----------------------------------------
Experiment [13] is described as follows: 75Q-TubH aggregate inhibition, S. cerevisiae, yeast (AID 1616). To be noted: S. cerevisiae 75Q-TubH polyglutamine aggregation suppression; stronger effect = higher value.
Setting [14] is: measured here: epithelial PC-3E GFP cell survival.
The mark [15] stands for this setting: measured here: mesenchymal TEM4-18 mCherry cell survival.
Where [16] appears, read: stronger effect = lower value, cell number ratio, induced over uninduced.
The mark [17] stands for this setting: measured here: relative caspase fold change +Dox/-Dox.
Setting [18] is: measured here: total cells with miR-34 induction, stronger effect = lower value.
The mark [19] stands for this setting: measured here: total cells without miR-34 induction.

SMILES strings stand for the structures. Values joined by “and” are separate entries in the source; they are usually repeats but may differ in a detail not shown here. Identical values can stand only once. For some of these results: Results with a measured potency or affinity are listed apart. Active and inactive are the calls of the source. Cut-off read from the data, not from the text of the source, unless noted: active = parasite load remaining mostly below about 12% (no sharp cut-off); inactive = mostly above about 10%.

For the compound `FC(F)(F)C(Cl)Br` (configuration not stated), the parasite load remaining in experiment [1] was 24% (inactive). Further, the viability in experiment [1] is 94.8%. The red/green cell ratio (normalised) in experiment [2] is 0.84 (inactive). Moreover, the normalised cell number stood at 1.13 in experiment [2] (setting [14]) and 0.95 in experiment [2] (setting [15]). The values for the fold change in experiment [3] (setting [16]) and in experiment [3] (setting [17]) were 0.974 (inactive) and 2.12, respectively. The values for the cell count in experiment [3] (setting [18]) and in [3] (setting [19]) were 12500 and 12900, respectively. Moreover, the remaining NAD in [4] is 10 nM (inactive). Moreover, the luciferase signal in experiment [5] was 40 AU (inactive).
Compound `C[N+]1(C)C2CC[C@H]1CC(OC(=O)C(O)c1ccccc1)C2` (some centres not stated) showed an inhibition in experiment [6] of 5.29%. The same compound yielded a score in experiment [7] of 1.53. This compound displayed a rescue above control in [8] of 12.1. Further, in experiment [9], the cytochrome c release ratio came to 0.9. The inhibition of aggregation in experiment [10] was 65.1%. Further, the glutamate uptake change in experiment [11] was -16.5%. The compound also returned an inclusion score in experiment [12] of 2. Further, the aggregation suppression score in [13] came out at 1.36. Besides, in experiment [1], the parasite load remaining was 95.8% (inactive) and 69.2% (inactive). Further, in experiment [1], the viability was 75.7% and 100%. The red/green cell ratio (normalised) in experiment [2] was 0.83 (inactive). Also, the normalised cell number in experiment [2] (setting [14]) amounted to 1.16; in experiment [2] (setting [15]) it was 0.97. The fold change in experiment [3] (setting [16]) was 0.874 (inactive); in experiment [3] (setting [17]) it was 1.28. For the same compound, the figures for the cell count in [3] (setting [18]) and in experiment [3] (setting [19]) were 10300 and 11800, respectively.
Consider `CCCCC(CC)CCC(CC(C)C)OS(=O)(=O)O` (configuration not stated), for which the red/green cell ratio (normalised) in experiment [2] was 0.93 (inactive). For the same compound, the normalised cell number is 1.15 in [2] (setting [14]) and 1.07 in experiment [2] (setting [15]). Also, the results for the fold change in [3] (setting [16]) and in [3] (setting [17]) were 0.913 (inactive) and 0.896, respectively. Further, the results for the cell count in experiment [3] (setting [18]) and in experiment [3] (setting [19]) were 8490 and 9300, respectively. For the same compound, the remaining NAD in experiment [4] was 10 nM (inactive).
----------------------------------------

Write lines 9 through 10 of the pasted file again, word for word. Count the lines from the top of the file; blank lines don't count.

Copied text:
For the compound `FC(F)(F)C(Cl)Br` (configuration not stated), the parasite load remaining in experiment [1] was 24% (inactive). Further, the viability in experiment [1] is 94.8%. The red/green cell ratio (normalised) in experiment [2] is 0.84 (inactive). Moreover, the normalised cell number stood at 1.13 in experiment [2] (setting [14]) and 0.95 in experiment [2] (setting [15]). The values for the fold change in experiment [3] (setting [16]) and in experiment [3] (setting [17]) were 0.974 (inactive) and 2.12, respectively. The values for the cell count in experiment [3] (setting [18]) and in [3] (setting [19]) were 12500 and 12900, respectively. Moreover, the remaining NAD in [4] is 10 nM (inactive). Moreover, the luciferase signal in experiment [5] was 40 AU (inactive).
Compound `C[N+]1(C)C2CC[C@H]1CC(OC(=O)C(O)c1ccccc1)C2` (some centres not stated) showed an inhibition in experiment [6] of 5.29%. The same compound yielded a score in experiment [7] of 1.53. This compound displayed a rescue above control in [8] of 12.1. Further, in experiment [9], the cytochrome c release ratio came to 0.9. The inhibition of aggregation in experiment [10] was 65.1%. Further, the glutamate uptake change in experiment [11] was -16.5%. The compound also returned an inclusion score in experiment [12] of 2. Further, the aggregation suppression score in [13] came out at 1.36. Besides, in experiment [1], the parasite load remaining was 95.8% (inactive) and 69.2% (inactive). Further, in experiment [1], the viability was 75.7% and 100%. The red/green cell ratio (normalised) in experiment [2] was 0.83 (inactive). Also, the normalised cell number in experiment [2] (setting [14]) amounted to 1.16; in experiment [2] (setting [15]) it was 0.97. The fold change in experiment [3] (setting [16]) was 0.874 (inactive); in experiment [3] (setting [17]) it was 1.28. For the same compound, the figures for the cell count in [3] (setting [18]) and in experiment [3] (setting [19]) were 10300 and 11800, respectively.